Kingston Properties gets voter approval for rights issue
Shareholders in Kingston Properties Limited approved a resolution to increase the authorised share capital of the company as an initial step towards raising funds via a rights issue.
The real estate investment trust wants to purchase commercial real estate property in Jamaica and the Cayman Islands, while simultaneously disposing of up to another five condominiums in Florida, currently up for sale. The rights issue would finance the bulk of the acquisition. The deal with open shortly and close in about six to eight weeks.
“We expect the rights issue to close by early October,” said Kingston Properties CEO Kevin Richards in response to Financial Gleaner queries following the extraordinary general meeting held at the Courtleigh Hotel in New Kingston on Friday.
Richards declined to state the total amount of new shares or the price at which these shares would enter the market. Roughly 64 per cent or 321.9 of 500 million authorised shares are in issue, which would require raising the shares to 644 million to maintain that ratio.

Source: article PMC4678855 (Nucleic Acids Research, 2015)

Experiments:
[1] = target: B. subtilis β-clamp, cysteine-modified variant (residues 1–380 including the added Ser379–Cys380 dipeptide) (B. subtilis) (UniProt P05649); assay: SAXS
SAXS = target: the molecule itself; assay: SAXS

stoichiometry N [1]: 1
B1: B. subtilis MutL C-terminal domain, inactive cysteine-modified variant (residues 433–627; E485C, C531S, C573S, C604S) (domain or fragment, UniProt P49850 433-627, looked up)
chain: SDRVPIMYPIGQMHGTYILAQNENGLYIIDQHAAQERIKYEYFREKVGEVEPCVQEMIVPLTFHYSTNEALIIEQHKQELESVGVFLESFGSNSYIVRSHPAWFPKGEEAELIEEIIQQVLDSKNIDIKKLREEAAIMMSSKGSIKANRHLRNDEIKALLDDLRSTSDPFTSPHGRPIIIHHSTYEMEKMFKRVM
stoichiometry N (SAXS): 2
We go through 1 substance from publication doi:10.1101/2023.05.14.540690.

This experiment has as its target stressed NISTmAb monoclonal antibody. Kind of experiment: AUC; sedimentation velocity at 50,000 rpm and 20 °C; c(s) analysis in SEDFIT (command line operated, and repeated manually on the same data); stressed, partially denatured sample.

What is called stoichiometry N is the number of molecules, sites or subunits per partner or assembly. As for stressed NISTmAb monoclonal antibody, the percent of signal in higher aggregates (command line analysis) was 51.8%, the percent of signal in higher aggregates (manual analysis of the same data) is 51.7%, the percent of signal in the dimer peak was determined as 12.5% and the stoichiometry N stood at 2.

“In two to three weeks we will make it public,” he said in response to a query on maintaining the ratio.
All the dozen or so shareholders present, except for minority shareholder Orette Staple, voted to increase the company’s authorised share capital from 500 million to one billion shares. Staple agrees with the rights issue in principle but argued that the rights issue should be priced at $1. Such a move he argued would sufficiently increase the liquidity of the stock. The top 10 shareholders, most of which are institutions, hold over 79 per cent of the 321.9 million shares in issue. The stock traded at $5.68 on Friday or not far from its 52-week low of $5.50. It hit a high of $8.45 in April this year.
Kingston Properties last executed a rights issue in 2015, which raised $650 million at $7 per share. Then in 2017, Kingston Properties executed a two-for-one stock split.
Kingston properties earlier indicated that the new acquisitions will focus on commercial real estate, including an undisclosed number of offices, warehouse and industrial spaces to be financed by the proceeds of a new rights issue. It will also reduce exposure to US residential properties. The real estate company once owned 27 apartments in Florida, but reduced that number to 18. That market suffered from an oversupply of luxury condos.
The company holds $2.58 billion of investment properties, with its most recent acquisition being the former Caldon Finance building in New Kingston.